Doobie integration

It’s easy to embed a doobie program in a Freestyle program using the frees-doobie module. This module provides a very simple algebra with only one operation: transact. Handlers for this algebra are available if there is a doobie Transactor for the target type.

The standard freestyle and cats imports:


import cats.implicits._

And imports for the frees-doobie module and doobie itself:


import _root_.doobie._
import _root_.doobie.implicits._
import _root_.doobie.h2._

We will ask the database for a Person. To keep this example concise, we just use a simple query and don’t bother to create actual tables:

case class Person(name: String, birthYear: Int)
// defined class Person

val getPerson: ConnectionIO[Person] = sql"SELECT 'Alonzo Church', 1903".query[Person].unique
// getPerson: doobie.ConnectionIO[Person] = Free(...)

We can embed this doobie ConnectionIO program in a freestyle program. We start with the most trivial case by only using the DoobieM algebra:

val doobieFrees: FreeS[DoobieM.Op, Person] =
// doobieFrees:[,Person] = Free(...)

To execute this FreeS program, we need a doobie Transactor for our target type; in this example we have chosen cats.effect.IO:

import cats.effect.IO
// import cats.effect.IO

implicit val xa: Transactor[IO] =
  H2Transactor[IO]("jdbc:h2:mem:test;DB_CLOSE_DELAY=-1", "sa", "").unsafeRunSync
// <console>:38: warning: method apply in object H2Transactor is deprecated (since doobie 0.5.0): This method has been renamed `newH2Transactor` to help clarify usage
//          H2Transactor[IO]("jdbc:h2:mem:test;DB_CLOSE_DELAY=-1", "sa", "").unsafeRunSync
//          ^
// xa: doobie.Transactor[cats.effect.IO] = doobie.util.transactor$Transactor$$anon$10@6b59c874

val io = doobieFrees.interpret[IO]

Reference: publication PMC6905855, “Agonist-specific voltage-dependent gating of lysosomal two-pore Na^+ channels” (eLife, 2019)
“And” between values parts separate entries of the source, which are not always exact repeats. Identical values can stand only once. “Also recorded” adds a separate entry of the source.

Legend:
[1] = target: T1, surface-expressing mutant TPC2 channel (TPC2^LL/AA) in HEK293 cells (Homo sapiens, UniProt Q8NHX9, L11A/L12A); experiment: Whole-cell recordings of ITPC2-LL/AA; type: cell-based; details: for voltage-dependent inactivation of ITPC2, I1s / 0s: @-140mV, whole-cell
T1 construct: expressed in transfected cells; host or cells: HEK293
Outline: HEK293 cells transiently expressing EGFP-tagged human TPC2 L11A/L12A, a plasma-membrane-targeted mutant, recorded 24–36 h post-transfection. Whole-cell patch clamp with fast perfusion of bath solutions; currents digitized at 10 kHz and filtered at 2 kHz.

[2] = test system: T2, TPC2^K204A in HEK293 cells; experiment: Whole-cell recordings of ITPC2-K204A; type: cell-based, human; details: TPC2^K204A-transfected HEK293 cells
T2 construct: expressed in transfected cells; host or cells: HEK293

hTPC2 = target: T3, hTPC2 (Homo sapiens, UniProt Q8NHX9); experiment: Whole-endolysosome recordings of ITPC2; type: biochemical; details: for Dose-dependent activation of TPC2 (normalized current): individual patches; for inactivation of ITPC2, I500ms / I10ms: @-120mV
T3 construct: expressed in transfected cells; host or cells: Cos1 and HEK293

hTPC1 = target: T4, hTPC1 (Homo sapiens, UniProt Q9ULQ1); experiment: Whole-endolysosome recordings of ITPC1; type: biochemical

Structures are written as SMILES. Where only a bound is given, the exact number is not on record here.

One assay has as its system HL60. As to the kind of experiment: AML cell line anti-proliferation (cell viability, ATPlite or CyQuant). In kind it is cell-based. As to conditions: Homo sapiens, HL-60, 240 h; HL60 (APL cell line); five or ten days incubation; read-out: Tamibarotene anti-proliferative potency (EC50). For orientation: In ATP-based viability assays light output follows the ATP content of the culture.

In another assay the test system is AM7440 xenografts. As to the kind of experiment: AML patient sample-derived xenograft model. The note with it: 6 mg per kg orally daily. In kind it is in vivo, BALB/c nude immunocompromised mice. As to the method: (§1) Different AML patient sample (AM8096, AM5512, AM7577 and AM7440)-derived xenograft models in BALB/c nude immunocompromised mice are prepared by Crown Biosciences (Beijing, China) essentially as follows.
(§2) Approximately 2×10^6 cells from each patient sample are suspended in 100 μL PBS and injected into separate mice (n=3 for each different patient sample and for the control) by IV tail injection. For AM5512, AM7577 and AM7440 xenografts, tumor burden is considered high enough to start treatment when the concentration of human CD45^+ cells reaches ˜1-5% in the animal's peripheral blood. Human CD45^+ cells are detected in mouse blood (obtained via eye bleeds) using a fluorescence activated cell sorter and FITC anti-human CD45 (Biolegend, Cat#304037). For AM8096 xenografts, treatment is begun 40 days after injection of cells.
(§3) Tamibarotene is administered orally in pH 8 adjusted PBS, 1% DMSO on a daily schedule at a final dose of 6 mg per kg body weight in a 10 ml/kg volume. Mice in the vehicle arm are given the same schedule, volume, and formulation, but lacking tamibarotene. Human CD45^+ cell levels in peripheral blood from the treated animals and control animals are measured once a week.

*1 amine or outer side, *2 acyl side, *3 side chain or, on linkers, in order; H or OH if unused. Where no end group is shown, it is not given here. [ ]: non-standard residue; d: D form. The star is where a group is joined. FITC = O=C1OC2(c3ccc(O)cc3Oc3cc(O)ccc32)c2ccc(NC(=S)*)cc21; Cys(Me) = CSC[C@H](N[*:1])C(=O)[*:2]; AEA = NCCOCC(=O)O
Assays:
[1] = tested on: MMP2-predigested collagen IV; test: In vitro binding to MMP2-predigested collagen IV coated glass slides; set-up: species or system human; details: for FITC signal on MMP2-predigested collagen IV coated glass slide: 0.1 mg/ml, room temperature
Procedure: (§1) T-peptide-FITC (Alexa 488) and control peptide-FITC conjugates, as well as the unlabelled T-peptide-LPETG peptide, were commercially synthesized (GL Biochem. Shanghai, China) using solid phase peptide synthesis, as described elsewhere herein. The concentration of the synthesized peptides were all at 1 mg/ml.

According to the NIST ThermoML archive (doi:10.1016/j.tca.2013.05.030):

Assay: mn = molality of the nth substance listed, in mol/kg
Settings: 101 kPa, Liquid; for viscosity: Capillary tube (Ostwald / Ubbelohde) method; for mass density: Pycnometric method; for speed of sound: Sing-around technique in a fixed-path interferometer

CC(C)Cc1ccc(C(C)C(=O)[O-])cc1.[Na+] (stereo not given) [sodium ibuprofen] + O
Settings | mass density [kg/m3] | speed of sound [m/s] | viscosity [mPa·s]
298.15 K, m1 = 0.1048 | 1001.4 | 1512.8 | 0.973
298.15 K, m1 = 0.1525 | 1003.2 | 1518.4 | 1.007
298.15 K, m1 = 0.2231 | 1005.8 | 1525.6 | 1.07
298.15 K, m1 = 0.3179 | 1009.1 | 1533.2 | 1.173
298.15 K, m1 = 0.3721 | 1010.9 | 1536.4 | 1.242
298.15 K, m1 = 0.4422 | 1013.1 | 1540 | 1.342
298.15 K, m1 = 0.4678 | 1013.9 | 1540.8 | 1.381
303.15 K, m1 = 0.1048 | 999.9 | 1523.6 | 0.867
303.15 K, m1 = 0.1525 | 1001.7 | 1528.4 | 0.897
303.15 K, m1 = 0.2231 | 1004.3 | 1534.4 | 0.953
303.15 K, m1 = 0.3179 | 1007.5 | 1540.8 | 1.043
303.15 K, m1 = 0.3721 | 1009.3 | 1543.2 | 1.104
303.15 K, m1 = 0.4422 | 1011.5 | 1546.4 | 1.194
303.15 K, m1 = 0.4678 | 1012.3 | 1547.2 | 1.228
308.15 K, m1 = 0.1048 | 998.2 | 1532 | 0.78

// io: cats.effect.IO[Person] = IO$1116047622

To check if we actually get Alonzo Church as a Person, we can use IO#unsafeRunSync in this example:

// res0: Person = Person(Alonzo Church,1903)

DoobieM in a module

Only using DoobieM is not exactly useful however, as it just adds an extra level of indirection on top of ConnectionIO in this case. As a more realistic example, we will use DoobieM in a module together with another algebra:

@free trait Calc {
  def subtract(a: Int, b: Int): FS[Int]
// defined trait Calc
// defined object Calc

@module trait Example {
  val doobieM: DoobieM
  val calc: Calc
// defined trait Example
// defined object Example

A Handler[IO] for Calc:

implicit val calcHandler: Calc.Handler[IO] =
  new Calc.Handler[IO] {
    def subtract(a: Int, b: Int): IO[Int] = IO.pure(a - b)
// calcHandler: Calc.Handler[cats.effect.IO] = $anon$1@1c5e6a3f

A program using the Example module:

def example[F[_]: DoobieM](implicit example: Example[F]): FreeS[F, (Person, Int)] =
  for {
    person <- getPerson.liftFS[F]  // analogous to example.doobieM.transact(getPerson)
    age    <- example.calc.subtract(2017, person.birthYear)
  } yield (person, age)
// example: [F[_]](implicit evidence$1:[F], implicit example: Example[F])[F,(Person, Int)]

We can use Example.Op as the functor and translate the resulting program to IO:

val io2 = example[Example.Op].interpret[IO]
// io2: cats.effect.IO[(Person, Int)] = IO$246880629

// res1: (Person, Int) = (Person(Alonzo Church,1903),114)